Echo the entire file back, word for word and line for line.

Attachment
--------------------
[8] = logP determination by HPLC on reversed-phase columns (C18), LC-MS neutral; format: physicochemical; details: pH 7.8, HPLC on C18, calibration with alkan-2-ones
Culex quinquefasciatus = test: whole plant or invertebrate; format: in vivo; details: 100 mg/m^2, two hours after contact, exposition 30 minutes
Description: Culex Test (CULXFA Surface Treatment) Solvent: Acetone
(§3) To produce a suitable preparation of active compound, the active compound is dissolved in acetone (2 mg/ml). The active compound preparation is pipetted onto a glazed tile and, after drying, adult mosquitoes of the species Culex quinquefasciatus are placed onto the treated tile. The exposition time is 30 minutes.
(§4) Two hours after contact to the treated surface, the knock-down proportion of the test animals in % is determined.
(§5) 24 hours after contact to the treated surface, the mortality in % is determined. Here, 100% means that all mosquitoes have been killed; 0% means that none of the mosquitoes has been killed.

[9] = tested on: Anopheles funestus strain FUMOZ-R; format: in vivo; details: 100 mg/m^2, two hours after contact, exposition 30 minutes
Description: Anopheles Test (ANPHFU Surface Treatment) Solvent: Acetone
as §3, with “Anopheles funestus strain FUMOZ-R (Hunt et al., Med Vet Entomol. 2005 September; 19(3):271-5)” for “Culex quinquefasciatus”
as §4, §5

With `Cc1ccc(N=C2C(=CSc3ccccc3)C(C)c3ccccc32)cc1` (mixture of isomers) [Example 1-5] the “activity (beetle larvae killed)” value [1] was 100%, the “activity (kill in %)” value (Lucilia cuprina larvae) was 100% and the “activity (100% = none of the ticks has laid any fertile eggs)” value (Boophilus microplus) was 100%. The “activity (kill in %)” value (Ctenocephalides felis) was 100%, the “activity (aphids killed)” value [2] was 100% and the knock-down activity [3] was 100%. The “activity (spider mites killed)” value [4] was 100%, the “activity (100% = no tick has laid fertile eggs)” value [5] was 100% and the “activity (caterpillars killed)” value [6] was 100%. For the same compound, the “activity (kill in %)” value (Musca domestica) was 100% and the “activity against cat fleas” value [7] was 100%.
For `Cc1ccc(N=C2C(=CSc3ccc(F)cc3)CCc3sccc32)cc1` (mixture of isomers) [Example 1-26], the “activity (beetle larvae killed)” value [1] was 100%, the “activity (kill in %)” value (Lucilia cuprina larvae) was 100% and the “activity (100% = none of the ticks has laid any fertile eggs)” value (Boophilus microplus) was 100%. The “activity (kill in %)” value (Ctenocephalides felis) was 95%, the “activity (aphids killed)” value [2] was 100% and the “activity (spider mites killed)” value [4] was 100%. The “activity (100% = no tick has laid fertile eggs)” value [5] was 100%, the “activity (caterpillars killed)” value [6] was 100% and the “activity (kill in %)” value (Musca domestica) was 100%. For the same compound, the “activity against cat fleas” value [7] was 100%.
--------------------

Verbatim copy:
[8] = logP determination by HPLC on reversed-phase columns (C18), LC-MS neutral; format: physicochemical; details: pH 7.8, HPLC on C18, calibration with alkan-2-ones
Culex quinquefasciatus = test: whole plant or invertebrate; format: in vivo; details: 100 mg/m^2, two hours after contact, exposition 30 minutes
Description: Culex Test (CULXFA Surface Treatment) Solvent: Acetone
(§3) To produce a suitable preparation of active compound, the active compound is dissolved in acetone (2 mg/ml). The active compound preparation is pipetted onto a glazed tile and, after drying, adult mosquitoes of the species Culex quinquefasciatus are placed onto the treated tile. The exposition time is 30 minutes.
(§4) Two hours after contact to the treated surface, the knock-down proportion of the test animals in % is determined.
(§5) 24 hours after contact to the treated surface, the mortality in % is determined. Here, 100% means that all mosquitoes have been killed; 0% means that none of the mosquitoes has been killed.

[9] = tested on: Anopheles funestus strain FUMOZ-R; format: in vivo; details: 100 mg/m^2, two hours after contact, exposition 30 minutes
Description: Anopheles Test (ANPHFU Surface Treatment) Solvent: Acetone
as §3, with “Anopheles funestus strain FUMOZ-R (Hunt et al., Med Vet Entomol. 2005 September; 19(3):271-5)” for “Culex quinquefasciatus”
as §4, §5

With `Cc1ccc(N=C2C(=CSc3ccccc3)C(C)c3ccccc32)cc1` (mixture of isomers) [Example 1-5] the “activity (beetle larvae killed)” value [1] was 100%, the “activity (kill in %)” value (Lucilia cuprina larvae) was 100% and the “activity (100% = none of the ticks has laid any fertile eggs)” value (Boophilus microplus) was 100%. The “activity (kill in %)” value (Ctenocephalides felis) was 100%, the “activity (aphids killed)” value [2] was 100% and the knock-down activity [3] was 100%. The “activity (spider mites killed)” value [4] was 100%, the “activity (100% = no tick has laid fertile eggs)” value [5] was 100% and the “activity (caterpillars killed)” value [6] was 100%. For the same compound, the “activity (kill in %)” value (Musca domestica) was 100% and the “activity against cat fleas” value [7] was 100%.
For `Cc1ccc(N=C2C(=CSc3ccc(F)cc3)CCc3sccc32)cc1` (mixture of isomers) [Example 1-26], the “activity (beetle larvae killed)” value [1] was 100%, the “activity (kill in %)” value (Lucilia cuprina larvae) was 100% and the “activity (100% = none of the ticks has laid any fertile eggs)” value (Boophilus microplus) was 100%. The “activity (kill in %)” value (Ctenocephalides felis) was 95%, the “activity (aphids killed)” value [2] was 100% and the “activity (spider mites killed)” value [4] was 100%. The “activity (100% = no tick has laid fertile eggs)” value [5] was 100%, the “activity (caterpillars killed)” value [6] was 100% and the “activity (kill in %)” value (Musca domestica) was 100%. For the same compound, the “activity against cat fleas” value [7] was 100%.